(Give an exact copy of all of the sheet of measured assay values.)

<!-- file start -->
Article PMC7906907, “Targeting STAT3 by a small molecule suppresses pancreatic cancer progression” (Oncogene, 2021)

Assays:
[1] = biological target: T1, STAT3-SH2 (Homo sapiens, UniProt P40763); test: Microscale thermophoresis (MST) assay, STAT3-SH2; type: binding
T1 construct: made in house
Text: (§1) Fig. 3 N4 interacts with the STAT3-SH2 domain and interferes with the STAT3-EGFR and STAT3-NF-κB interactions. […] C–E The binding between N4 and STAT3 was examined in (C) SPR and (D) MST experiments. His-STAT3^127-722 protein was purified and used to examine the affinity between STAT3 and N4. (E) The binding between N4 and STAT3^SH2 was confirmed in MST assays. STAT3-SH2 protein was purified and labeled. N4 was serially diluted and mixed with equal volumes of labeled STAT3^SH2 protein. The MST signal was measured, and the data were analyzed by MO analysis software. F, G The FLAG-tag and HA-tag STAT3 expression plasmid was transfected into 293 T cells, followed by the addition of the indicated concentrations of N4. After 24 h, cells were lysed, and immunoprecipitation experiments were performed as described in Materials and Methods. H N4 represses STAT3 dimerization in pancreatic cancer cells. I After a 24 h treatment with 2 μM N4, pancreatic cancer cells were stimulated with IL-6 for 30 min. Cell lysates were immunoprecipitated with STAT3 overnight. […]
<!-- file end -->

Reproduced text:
Article PMC7906907, “Targeting STAT3 by a small molecule suppresses pancreatic cancer progression” (Oncogene, 2021)

Assays:
[1] = biological target: T1, STAT3-SH2 (Homo sapiens, UniProt P40763); test: Microscale thermophoresis (MST) assay, STAT3-SH2; type: binding
T1 construct: made in house
Text: (§1) Fig. 3 N4 interacts with the STAT3-SH2 domain and interferes with the STAT3-EGFR and STAT3-NF-κB interactions. […] C–E The binding between N4 and STAT3 was examined in (C) SPR and (D) MST experiments. His-STAT3^127-722 protein was purified and used to examine the affinity between STAT3 and N4. (E) The binding between N4 and STAT3^SH2 was confirmed in MST assays. STAT3-SH2 protein was purified and labeled. N4 was serially diluted and mixed with equal volumes of labeled STAT3^SH2 protein. The MST signal was measured, and the data were analyzed by MO analysis software. F, G The FLAG-tag and HA-tag STAT3 expression plasmid was transfected into 293 T cells, followed by the addition of the indicated concentrations of N4. After 24 h, cells were lysed, and immunoprecipitation experiments were performed as described in Materials and Methods. H N4 represses STAT3 dimerization in pancreatic cancer cells. I After a 24 h treatment with 2 μM N4, pancreatic cancer cells were stimulated with IL-6 for 30 min. Cell lysates were immunoprecipitated with STAT3 overnight. […]